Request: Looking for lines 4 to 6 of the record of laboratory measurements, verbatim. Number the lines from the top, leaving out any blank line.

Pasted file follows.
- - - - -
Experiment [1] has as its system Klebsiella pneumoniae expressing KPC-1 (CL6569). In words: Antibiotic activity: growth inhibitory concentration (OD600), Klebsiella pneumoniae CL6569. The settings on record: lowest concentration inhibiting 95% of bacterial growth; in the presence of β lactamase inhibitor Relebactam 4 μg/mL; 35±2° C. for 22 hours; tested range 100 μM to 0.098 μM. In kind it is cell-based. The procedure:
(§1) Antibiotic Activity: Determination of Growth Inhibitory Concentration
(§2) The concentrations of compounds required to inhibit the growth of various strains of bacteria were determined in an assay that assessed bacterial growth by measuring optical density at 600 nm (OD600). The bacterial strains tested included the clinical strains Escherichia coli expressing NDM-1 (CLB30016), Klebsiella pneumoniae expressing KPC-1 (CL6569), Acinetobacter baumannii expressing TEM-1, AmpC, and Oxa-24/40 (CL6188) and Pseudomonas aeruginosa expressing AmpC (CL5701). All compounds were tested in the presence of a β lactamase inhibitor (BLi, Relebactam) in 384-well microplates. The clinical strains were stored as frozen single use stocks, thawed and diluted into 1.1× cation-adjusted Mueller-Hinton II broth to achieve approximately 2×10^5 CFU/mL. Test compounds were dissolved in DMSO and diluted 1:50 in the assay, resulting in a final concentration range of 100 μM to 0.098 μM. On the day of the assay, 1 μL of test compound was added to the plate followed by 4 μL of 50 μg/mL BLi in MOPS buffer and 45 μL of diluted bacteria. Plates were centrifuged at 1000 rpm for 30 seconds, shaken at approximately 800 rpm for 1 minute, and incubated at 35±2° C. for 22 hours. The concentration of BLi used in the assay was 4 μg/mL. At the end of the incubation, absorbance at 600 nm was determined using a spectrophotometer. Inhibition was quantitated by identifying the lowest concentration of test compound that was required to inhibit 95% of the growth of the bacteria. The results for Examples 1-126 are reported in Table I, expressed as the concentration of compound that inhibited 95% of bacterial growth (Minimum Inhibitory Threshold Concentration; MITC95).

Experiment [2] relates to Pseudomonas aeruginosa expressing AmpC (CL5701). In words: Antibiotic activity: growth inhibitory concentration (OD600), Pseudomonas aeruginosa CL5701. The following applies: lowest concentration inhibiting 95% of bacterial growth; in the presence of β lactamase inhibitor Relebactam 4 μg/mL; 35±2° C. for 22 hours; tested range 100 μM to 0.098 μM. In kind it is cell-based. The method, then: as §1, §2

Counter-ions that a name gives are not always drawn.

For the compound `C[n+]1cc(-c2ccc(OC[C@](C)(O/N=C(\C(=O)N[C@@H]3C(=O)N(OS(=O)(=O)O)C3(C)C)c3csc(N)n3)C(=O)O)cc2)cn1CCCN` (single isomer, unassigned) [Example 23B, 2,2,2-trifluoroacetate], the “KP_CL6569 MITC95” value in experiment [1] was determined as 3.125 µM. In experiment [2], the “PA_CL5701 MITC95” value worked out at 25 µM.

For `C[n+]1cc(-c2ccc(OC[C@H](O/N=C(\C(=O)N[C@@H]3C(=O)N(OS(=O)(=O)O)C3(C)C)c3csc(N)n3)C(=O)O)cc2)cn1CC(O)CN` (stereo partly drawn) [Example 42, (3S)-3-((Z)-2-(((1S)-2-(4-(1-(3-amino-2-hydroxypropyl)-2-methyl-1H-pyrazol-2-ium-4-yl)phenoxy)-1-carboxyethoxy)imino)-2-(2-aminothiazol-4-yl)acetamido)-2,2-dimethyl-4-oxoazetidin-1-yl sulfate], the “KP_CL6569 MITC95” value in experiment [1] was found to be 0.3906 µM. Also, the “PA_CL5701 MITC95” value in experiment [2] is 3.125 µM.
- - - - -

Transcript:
Experiment [2] relates to Pseudomonas aeruginosa expressing AmpC (CL5701). In words: Antibiotic activity: growth inhibitory concentration (OD600), Pseudomonas aeruginosa CL5701. The following applies: lowest concentration inhibiting 95% of bacterial growth; in the presence of β lactamase inhibitor Relebactam 4 μg/mL; 35±2° C. for 22 hours; tested range 100 μM to 0.098 μM. In kind it is cell-based. The method, then: as §1, §2

Counter-ions that a name gives are not always drawn.

For the compound `C[n+]1cc(-c2ccc(OC[C@](C)(O/N=C(\C(=O)N[C@@H]3C(=O)N(OS(=O)(=O)O)C3(C)C)c3csc(N)n3)C(=O)O)cc2)cn1CCCN` (single isomer, unassigned) [Example 23B, 2,2,2-trifluoroacetate], the “KP_CL6569 MITC95” value in experiment [1] was determined as 3.125 µM. In experiment [2], the “PA_CL5701 MITC95” value worked out at 25 µM.